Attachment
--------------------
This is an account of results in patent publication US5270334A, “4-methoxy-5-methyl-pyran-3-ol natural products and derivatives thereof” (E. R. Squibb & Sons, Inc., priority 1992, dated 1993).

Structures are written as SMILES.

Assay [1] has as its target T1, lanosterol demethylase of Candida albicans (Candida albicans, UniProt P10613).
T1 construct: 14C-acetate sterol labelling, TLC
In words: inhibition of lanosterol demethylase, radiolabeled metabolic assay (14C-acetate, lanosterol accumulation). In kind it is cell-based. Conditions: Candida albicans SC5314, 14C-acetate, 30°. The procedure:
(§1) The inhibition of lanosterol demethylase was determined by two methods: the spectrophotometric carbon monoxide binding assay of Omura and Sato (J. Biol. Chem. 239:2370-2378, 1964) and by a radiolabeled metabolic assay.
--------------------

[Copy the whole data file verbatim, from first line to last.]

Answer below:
This is an account of results in patent publication US5270334A, “4-methoxy-5-methyl-pyran-3-ol natural products and derivatives thereof” (E. R. Squibb & Sons, Inc., priority 1992, dated 1993).

Structures are written as SMILES.

Assay [1] has as its target T1, lanosterol demethylase of Candida albicans (Candida albicans, UniProt P10613).
T1 construct: 14C-acetate sterol labelling, TLC
In words: inhibition of lanosterol demethylase, radiolabeled metabolic assay (14C-acetate, lanosterol accumulation). In kind it is cell-based. Conditions: Candida albicans SC5314, 14C-acetate, 30°. The procedure:
(§1) The inhibition of lanosterol demethylase was determined by two methods: the spectrophotometric carbon monoxide binding assay of Omura and Sato (J. Biol. Chem. 239:2370-2378, 1964) and by a radiolabeled metabolic assay.